The candidates' cohesion around Obama is as much political calculation as a spontaneous exercise.

Obama is popular with Latinos, blacks, young people and unmarried women — the core coalition that any Democrat will need to win the nomination and the White House. His approval rating hovers around 80 percent among Democrats in Gallup's recent tracking surveys. Among liberal Democrats, that number moves toward 90 percent. Democrats alienate these groups at their own peril.

Front-runner Hillary Rodham Clinton has started to pull away from Obama, delivering rough comments on his immigration record or deviating from his policy in Syria. But when given the biggest audience of her campaign, she promised to "build on the successes of President Obama" and "go beyond."

She not only embraced Obama but also used his endorsement of her to deflect criticism. The two once debated her vote on the Iraq War, she noted, and "after the election, he asked me to become secretary of state. He valued my judgment, and I spent a lot of time with him."

Clinton's rivals similarly went easy on the president, even the one whose campaign is built on a harsh critique of his economic policy.

"I have a lot of respect for President Obama. I have worked with him time and time again on many, many issues," said Vermont Sen. Bernie Sanders. It was a softer introduction to his call for "political revolution" to unlock the government from what he contends is the control of Wall Street and corporate media.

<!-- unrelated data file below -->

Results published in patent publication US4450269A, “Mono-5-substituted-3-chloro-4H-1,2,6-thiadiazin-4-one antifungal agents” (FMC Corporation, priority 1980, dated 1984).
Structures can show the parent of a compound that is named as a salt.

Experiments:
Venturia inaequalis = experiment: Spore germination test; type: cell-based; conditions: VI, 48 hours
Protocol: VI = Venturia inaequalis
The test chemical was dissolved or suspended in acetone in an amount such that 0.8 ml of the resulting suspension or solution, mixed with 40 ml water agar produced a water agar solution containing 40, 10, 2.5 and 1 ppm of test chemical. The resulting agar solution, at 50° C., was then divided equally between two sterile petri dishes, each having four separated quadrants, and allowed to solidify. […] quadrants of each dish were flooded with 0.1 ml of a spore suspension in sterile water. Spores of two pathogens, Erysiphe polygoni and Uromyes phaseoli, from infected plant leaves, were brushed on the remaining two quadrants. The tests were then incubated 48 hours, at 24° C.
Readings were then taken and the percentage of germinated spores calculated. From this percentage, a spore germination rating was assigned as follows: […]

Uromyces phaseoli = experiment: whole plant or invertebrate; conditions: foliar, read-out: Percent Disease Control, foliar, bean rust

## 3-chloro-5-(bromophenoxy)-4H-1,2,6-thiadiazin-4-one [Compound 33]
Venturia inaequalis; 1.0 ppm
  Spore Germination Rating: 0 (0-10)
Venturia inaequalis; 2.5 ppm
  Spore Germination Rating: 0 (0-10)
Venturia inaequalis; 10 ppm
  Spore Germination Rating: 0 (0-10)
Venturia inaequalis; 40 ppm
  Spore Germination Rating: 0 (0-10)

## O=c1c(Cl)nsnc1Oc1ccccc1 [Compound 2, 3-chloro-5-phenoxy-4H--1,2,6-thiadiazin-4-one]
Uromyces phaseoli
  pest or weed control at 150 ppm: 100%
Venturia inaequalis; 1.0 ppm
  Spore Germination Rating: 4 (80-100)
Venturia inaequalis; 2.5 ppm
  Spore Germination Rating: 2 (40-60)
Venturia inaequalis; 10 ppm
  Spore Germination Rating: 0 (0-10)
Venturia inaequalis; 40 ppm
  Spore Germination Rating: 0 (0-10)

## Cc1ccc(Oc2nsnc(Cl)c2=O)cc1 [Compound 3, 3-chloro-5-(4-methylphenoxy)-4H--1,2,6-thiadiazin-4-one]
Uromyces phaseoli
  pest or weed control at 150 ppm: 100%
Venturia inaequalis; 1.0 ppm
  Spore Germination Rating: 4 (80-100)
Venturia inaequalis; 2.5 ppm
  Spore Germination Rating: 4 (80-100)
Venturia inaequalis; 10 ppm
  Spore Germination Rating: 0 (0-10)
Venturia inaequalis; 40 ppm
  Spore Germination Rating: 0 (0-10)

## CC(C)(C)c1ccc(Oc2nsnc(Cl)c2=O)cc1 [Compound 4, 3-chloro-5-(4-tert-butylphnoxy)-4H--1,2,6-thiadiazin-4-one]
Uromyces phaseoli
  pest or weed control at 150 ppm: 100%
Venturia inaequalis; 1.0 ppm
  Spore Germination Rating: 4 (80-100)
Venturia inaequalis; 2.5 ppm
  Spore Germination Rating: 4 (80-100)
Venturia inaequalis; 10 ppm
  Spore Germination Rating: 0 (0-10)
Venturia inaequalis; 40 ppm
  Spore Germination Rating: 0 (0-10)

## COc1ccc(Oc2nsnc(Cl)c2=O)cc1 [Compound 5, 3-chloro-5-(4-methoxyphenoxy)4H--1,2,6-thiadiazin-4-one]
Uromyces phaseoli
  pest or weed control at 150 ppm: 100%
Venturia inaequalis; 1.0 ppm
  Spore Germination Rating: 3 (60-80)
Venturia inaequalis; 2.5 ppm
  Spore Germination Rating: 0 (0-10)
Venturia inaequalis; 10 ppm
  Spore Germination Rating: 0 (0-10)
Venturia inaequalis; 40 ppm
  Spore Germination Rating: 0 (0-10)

Still, the collective appreciation for the president and his policies papered over persistent rifts, particularly between the party's left flank and pragmatic middle.

Sanders' call to break up the banks is a critique of Obama's handling of Wall Street regulation. Reflecting concern about crises in the Middle East, the conversation about foreign policy was more contentious. The U.S. needs to "take more of a leadership position" in Syria, Clinton said.

It's hard to imagine the lineup of Republican candidates using such restraint.

The GOP ranks have battled their party's leadership for nearly all of Obama's presidency. The conflict has boiled over in recent weeks as conservatives and moderates in the House spar over the speakership, and Republican voters elevate party outsiders Donald Trump and Ben Carson to the top of the presidential polls.

At their recent debates, Republicans have clashed over immigration policy, federal spending, compromising with Democrats and the lessons of Bush's presidency.

Whether a party breaks up or falls in line at the end of a presidency tends to be determined by how popular or divisive the incumbent is, says Sidney M. Milkis, a political scientist at the University of Virginia's Miller Center.

Bush left office unpopular in his party and out. The end of the President Lyndon Johnson's presidency left Democrats in disarray. In rallying around Obama, Democrats resemble Republicans at the end of President Ronald Reagan's term — happy with their status quo and looking for more, Milkis noted.

While Obama's approval rating among Democrats is solid, Republicans are focused on other numbers. His overall job approval is 46 percent, according to Gallup. Pollsters are finding broad dissatisfaction with the direction of the country and a steady distrust of public institutions.

"This is not a country that's satisfied," said GOP pollster David Winston.

Both parties' nominees will need to present a distinct, forward-looking agenda that appeals to voters beyond the base. "As Republicans saw in 2012, the idea that you can win a primary and you don't have to worry about the general — that that cake is already baked — I think there was a rude awakening there."